Currently, as I teach mostly upperclassmen, my opinions are on the fence with the iPad. I have not been able to integrate it like I plan on doing in the next few years as many of my students do not have the device. Lets focus on the Good, the Bad, and the Ugly.
There are several appealing attributes to the iPad as the device of choice for a 1:1.
- The iPad allows for innovation. I visited a school in Chicago that was using Chromebooks for their 1:1. They were very excited about how they were using Google Docs and various websites in their classes. That was great and all, but I did not see anything being done that we were not already doing in my building. They were doing what they did before, only with a computer. Their worksheets were electronic, and the kids handed things by sharing the document electronically with the teacher instead of putting it in the wire basket. That is great, but it is not innovative. The iPad, with its camera and mic, its movie editing apps, its simulations and quiz taking apps allows for a much broader spectrum of capabilities in the classroom. With the iPad, we could not just do what we did before without paper, we can do more.
- Kids think its cool. Sure there is a novelty to every technology, but with the iPad the students are still buying into its marketing. Put a cheap netbook in a kid's hand and they will say thanks, but give them this tablet and watch their face light up. Although silly, this can not be overlooked.
- iPads don't break that easily. Actually they do, but we bought a pretty good case for them that protects them from being dropped and such. At a 1:1 conference I attended, people were telling me that we should expect 20% breakage of the device. I think we are like 1% in my school. Why? The iPad doesn't have a hinge or any moving parts. Most of the breaks to 1:1 devices are on the laptop hinge or some kind of moving part. Perhaps we have just been lucky!
- Battery life was a major factor in going to the solid state system. Most laptops have a 4-6 hour battery life, which would not get a kid through a day. Then think about three years down the road on how good that battery will hold a charge. If your school goes with a netbook or something like that, be prepared for cords spiderwebbing your floors.
- The App Store is immense. If you can't find what you are looking for, it doesn't exist. People write apps for the iPad as its popularity is unmatched.
- The iPad is not a production tool. I want my kids to produce documents from scratch that show me what they have learned. Frankly, the iPad sucks at this. My district is not going to shell out funds for every student to have Numbers or Pages at $10 each, so we are stuck with mostly free apps like Google Drive. The lack of keyboard is a huge issue in writing. It is hard to ask a student to write a research paper on this thing by typing with their thumbs. Kids are amazing at doing that, but it is not something they want to do for long periods of time.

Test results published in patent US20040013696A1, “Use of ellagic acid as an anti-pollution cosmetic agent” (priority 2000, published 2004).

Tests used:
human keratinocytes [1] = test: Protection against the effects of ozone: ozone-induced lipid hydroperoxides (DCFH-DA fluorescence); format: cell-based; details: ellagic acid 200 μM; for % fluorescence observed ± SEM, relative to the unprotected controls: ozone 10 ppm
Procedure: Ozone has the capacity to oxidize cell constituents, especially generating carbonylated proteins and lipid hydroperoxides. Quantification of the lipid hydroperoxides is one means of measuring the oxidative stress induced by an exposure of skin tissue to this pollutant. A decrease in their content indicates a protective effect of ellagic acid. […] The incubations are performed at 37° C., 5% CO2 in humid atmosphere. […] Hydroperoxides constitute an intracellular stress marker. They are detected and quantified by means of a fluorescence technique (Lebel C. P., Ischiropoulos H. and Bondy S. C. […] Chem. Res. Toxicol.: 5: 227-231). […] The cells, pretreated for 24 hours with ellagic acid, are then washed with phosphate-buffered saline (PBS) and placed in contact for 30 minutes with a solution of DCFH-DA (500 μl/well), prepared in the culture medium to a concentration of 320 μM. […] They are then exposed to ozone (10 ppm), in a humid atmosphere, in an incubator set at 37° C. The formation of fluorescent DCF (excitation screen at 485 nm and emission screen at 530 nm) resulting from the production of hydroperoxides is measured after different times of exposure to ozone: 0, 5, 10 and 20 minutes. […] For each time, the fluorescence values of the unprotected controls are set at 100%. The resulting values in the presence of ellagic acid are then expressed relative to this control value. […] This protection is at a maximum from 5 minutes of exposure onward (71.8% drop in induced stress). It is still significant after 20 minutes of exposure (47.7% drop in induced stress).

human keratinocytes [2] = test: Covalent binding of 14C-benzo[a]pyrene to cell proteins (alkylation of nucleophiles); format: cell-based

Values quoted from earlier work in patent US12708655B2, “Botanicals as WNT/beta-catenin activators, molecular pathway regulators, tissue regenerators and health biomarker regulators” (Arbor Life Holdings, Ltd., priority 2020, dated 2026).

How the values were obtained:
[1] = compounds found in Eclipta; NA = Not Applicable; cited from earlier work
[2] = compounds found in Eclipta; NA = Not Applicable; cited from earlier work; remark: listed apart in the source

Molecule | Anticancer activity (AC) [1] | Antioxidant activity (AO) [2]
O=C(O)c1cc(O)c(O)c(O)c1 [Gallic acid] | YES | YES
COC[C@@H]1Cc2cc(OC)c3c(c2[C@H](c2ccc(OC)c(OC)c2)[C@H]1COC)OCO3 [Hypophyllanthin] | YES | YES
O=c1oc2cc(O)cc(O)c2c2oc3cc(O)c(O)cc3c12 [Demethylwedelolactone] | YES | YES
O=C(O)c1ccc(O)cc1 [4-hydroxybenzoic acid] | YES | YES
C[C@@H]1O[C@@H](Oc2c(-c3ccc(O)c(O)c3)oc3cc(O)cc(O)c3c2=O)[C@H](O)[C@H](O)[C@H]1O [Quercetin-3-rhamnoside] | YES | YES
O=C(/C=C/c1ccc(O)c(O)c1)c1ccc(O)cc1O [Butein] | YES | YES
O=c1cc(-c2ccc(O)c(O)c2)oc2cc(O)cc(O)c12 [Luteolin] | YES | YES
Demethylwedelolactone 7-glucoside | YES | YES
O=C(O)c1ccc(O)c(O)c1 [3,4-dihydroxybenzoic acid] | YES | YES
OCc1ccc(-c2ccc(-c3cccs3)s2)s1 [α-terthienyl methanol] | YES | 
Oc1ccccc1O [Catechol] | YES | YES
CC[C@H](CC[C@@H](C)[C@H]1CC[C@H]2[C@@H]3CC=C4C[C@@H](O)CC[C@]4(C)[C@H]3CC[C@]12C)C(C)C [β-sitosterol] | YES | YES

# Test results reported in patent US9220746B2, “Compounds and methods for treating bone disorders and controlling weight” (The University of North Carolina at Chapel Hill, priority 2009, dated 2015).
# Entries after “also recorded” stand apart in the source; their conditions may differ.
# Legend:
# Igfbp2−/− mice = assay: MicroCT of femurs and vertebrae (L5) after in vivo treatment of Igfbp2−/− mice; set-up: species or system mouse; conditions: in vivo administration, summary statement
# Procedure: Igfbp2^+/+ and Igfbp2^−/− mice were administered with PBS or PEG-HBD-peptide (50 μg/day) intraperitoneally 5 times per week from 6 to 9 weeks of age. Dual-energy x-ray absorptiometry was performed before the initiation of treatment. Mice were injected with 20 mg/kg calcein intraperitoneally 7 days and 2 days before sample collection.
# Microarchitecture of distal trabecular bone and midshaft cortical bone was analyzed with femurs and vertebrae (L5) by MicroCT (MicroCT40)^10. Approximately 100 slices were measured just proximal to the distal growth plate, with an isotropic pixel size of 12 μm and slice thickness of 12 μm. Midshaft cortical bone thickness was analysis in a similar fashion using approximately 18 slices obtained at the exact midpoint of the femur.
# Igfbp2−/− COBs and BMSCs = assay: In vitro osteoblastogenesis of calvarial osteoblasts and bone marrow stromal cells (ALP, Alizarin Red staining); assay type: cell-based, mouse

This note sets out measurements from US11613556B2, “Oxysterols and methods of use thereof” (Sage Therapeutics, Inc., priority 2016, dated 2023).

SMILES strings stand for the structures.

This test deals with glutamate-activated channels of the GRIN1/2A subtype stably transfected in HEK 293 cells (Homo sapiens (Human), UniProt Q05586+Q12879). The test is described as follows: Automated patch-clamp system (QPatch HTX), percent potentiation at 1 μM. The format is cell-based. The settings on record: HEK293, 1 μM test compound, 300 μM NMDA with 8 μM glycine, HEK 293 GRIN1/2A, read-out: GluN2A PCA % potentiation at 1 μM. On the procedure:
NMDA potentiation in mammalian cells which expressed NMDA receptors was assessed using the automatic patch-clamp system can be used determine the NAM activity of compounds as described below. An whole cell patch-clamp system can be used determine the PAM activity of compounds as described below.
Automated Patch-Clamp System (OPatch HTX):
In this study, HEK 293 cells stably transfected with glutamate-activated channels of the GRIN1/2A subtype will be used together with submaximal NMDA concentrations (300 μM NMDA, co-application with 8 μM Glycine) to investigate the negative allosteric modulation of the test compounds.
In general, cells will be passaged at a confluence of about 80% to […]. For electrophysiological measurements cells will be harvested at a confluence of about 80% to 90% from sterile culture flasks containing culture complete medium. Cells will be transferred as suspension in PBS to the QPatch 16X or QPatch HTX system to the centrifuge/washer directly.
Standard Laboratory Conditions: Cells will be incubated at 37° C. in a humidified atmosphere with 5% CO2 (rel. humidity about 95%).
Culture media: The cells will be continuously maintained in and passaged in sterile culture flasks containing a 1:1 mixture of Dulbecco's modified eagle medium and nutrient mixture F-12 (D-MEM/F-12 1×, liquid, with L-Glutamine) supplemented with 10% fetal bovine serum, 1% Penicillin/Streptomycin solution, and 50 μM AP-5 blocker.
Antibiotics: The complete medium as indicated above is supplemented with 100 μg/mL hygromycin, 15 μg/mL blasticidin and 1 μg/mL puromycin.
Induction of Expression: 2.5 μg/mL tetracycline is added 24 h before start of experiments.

- Google Drive is not there yet for the iPad. The Drive App now allows you to save things offline, which is great, but their spreadsheets, search tools for finding contacts, and their ability to make a copy of the original for editing is way behind. I am confident they will catch up, but they are not there yet. Other teachers I know have tried Evernote and Dropbox, but neither of them allow for spreadsheets of data or graphing. Right now, I am still using my desktops for most of the actual classwork production. Students prefer it that way.
- iPads do not support Flash. All of the cool simulations that have been written in the last decade are on the Internet using flash player or shockwave. In trying to keep Adobe out of its marketshare, Apple has handcuffed teachers of the tools they have been using for decades. New sims are not out there yet.
- ITunes U is not what it promised. When we made the decision for the iPad, ITunes U and ITextbooks were just coming out. They were supposed to revolutionize education, but really are nothing more than slimmer versions of Edmoto and Blackboard. I don't know why anyone would write an ITextbook that is only available on the iPad. If I were doing all that work, I would do it in HTML so it could be used on any device.
- Testing is a nightmare. We are looking at Naiku, a testing website that will allow students to take exams online. This is very promising but has its limitations. We need an app that will not allow students to leave the app while taking the exam. I can Google answers to the question by copying the text into the Google taskbar in Safari or Chrome. Apparently there is a part of the Naiku site that tells the teacher if the student is off task, but nowhere does it stop a student from taking a screenshot of the questions and sharing it with their friends.
- I don't know where any of my files are! The Apple operating system stores your data in some magical place on the iPad that is specific to the app. On my Android phone, I can save documents to "My Files" and then retrieve them, move them, rename them, and download them to a computer. With my iPad I have to trust in the software to know what I want to do with a file and have the capability to do it. I am often disappointed in what I am not able to do.
- Apps are not programs. Perhaps this is the wave of the future, but the apps that are out there are nowhere near as full-featured as the programs they stemmed from. Microsoft Word can mail merge, add images, tables of data from excel, wordart, and a million other things that no app can even come close too. If you want to add wordart, you need to find an app that is specific to that, and that will interface with the word processing app you are using.